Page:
Mars Johnson|Marlin Chronicle
Hailey Benders|Marlin Chronicle
Natural light in classrooms is a popular topic in plenty of academic settings. On campus, there are several examples of buildings with great natural lighting and some that offer less natural lighting.
One such building that offers large amounts of natural light is the Greer Environmental Sciences Center. This building boasts many features that make it sustainable, such as a geothermal system for heating and cooling, photovoltaic panels and an array of native plant life incorporated into the landscaping around the building. The front of the building is covered in floor-to-ceiling windows, thus reducing the amount of electricity being used.
Aside from the many windows on the front of the building, all of the classrooms boast large windows as well. Dr. Maynard Schaus is a professor of Biology and Environmental Sciences as well as the director of Accreditation and coordinator of Sustainability Management. In 2015, during the initial construction of the Greer Environmental Sciences Center, Schaus served on the design team. The building follows a theme of what Schaus described as “science on display.”
This relates to another unique feature of the building. The lab areas in the building all have windows surrounding them. This lets in natural lighting to the labs, which would otherwise be lit only by synthetic lighting due to the central location of the lab areas.
During the design, VMDO Architects, an architectural firm in Charlottesville with a focus on sustainable designs, highly encouraged the large amounts of natural light. Schaus commented that the light gives the building a “welcoming and inviting” feeling, and it allows students and faculty working and studying in the building to have a stronger “connection to natural areas” that are just outside the glass.
Schaus, who previously had an office in Blocker Hall, expressed that buildings with large amounts of natural light, such as the Greer Environmental Sciences Center, certainly have their perks when put up against buildings with less natural light. Schaus shared that if the electricity goes out in buildings such as Blocker Hall, students and faculty have to rely on the emergency lighting that sometimes doesn’t last long. Buildings such as the Greer Environmental Sciences Center do not have to rely on emergency lighting because of the large amounts of natural light.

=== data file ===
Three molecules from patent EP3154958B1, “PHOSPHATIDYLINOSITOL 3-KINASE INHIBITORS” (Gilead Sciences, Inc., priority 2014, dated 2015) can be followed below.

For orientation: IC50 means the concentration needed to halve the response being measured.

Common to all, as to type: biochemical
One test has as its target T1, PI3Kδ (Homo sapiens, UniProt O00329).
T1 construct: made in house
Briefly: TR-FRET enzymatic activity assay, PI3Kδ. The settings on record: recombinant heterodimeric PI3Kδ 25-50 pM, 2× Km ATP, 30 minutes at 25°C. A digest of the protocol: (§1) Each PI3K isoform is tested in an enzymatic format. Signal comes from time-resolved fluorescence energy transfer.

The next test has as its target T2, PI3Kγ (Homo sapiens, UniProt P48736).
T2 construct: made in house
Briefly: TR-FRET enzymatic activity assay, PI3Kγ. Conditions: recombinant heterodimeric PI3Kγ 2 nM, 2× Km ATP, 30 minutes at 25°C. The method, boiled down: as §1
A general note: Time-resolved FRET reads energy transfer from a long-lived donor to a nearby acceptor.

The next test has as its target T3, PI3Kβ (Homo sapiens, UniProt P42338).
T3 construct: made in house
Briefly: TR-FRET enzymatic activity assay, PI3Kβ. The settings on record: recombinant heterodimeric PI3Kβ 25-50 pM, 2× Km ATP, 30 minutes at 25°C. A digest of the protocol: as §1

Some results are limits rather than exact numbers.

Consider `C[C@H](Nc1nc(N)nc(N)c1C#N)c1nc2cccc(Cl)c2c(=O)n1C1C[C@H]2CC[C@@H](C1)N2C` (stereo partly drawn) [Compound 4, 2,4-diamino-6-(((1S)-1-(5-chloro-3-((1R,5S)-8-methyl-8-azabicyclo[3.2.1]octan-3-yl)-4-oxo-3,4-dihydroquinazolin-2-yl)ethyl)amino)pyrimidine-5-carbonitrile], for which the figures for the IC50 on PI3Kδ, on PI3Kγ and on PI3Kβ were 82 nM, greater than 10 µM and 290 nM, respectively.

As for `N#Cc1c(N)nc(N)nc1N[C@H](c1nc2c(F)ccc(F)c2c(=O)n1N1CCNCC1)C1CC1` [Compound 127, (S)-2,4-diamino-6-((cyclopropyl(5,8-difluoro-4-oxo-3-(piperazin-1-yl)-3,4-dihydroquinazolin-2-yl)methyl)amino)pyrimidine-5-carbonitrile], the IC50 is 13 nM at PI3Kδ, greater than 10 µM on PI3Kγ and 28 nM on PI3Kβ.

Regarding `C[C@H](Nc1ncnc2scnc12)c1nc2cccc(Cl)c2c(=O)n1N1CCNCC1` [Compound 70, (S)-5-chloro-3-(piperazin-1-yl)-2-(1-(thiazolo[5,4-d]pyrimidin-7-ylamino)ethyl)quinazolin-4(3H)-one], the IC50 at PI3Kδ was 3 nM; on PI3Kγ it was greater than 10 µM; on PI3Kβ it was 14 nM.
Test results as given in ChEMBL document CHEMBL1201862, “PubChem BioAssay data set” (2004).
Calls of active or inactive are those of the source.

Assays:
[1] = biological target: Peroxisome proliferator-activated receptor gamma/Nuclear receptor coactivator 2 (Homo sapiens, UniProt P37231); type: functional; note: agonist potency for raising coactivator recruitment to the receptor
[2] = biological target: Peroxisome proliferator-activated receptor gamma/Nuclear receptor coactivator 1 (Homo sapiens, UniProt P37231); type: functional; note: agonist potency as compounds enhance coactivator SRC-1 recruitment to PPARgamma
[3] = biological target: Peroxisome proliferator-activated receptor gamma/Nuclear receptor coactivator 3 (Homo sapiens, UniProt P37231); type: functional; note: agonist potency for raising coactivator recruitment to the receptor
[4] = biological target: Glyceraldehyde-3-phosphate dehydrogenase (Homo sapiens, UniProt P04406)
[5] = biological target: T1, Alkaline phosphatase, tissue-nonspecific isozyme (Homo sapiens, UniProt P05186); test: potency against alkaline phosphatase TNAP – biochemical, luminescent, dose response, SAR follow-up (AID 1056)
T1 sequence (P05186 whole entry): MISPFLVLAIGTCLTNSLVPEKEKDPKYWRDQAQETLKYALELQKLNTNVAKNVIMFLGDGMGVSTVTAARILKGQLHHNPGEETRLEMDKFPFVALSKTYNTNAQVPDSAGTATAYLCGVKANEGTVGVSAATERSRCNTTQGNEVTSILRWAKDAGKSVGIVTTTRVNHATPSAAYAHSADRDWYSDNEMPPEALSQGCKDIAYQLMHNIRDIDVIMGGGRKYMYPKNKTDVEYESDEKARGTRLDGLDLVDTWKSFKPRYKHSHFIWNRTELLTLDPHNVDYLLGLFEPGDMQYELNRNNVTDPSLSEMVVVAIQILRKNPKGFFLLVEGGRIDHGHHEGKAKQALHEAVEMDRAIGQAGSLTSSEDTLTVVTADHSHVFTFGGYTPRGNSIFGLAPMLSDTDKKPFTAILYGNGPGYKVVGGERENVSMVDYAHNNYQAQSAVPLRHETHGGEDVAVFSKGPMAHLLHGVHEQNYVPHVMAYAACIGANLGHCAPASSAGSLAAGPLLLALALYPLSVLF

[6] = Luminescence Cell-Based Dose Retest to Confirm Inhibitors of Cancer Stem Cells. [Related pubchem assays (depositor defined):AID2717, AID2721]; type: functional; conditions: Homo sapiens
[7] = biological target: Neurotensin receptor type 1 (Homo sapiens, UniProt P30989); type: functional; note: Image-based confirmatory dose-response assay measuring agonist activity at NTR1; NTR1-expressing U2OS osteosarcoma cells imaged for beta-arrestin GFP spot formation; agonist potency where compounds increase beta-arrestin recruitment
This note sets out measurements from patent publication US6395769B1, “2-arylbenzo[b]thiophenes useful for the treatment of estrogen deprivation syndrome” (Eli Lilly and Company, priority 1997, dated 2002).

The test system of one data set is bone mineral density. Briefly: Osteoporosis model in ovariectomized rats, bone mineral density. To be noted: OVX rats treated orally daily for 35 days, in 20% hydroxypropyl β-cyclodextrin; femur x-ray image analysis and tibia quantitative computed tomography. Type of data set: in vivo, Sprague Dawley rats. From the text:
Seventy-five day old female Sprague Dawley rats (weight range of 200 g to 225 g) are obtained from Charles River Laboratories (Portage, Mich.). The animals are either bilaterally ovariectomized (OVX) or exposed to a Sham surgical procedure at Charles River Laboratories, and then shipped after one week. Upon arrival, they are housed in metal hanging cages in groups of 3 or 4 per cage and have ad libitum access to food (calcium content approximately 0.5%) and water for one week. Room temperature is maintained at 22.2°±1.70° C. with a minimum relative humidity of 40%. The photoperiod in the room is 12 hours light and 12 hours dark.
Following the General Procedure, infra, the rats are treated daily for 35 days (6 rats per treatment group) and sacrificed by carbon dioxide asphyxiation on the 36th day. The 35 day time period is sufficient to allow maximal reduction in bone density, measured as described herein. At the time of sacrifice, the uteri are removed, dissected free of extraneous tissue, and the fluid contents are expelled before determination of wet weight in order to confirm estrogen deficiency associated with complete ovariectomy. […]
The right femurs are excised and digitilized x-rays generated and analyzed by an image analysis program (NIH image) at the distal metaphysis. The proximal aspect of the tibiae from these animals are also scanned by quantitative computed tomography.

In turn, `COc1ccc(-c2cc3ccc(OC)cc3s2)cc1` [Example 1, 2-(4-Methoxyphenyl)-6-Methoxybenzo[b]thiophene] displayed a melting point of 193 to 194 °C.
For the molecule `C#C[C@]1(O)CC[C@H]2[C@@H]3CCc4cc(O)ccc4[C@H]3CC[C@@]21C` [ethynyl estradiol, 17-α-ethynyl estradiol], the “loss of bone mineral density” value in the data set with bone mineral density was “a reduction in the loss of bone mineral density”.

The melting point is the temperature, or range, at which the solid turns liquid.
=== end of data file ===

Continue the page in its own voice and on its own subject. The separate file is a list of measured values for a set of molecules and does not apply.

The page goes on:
Jason Seward, Associate Vice President for Campus Life and Operational Management, also spoke about natural lighting in some of the buildings on campus. While Seward said that there are no plans to renovate or redesign some of the buildings with little natural lighting, he did say that “the focus moving forward on new construction is that we follow suit with what we’ve done in recent construction builds with the use of natural light.” One example of this is the new addition to the Blocker Youth Center which has “huge windows,” which allow for “a ton of natural light.”
While the natural lighting aspects of many of the buildings on campus are aesthetically pleasing and good for sustainability purposes, many students also like to take advantage of these areas to study and work on assignments outside of class. First-year Ava Gerstemeier said she likes to study “typically somewhere with lots of light. I like to study in the library, in the study room, because there is lots of glass.”
Gerstemeier is not the only student with this opinion. Students can be found at all hours of the day working hard in places such as the Greer Environmental Sciences Center and the H. C. Hofheimer Library due to the large amounts of natural light.
Gerstemeier said that she feels more productive in spaces with natural light, a sentiment which Schaus expressed is not a universal feeling.
When asked about students’ productivity in the classroom with large amounts of natural lighting versus little natural lighting, Schaus said that if there was any difference, it was “unclear.”
“I don’t want to speculate,” Schaus said.
Although there may not be any direct relationship between natural lighting and the productivity of students, natural lighting is still a favorite of many students and staff. Not only is the natural lighting aesthetically pleasing, it also has many benefits and can make buildings more sustainable.
“When we look to new buildings or new construction, whenever we have an opportunity to further commit ourselves to our sustainability efforts, then it’s something that warrants our attention,” Seward said.
Although there are many unknowns, VWU hopes to incorporate more natural lighting into campus buildings and classrooms in the future.
By Calee Lukowski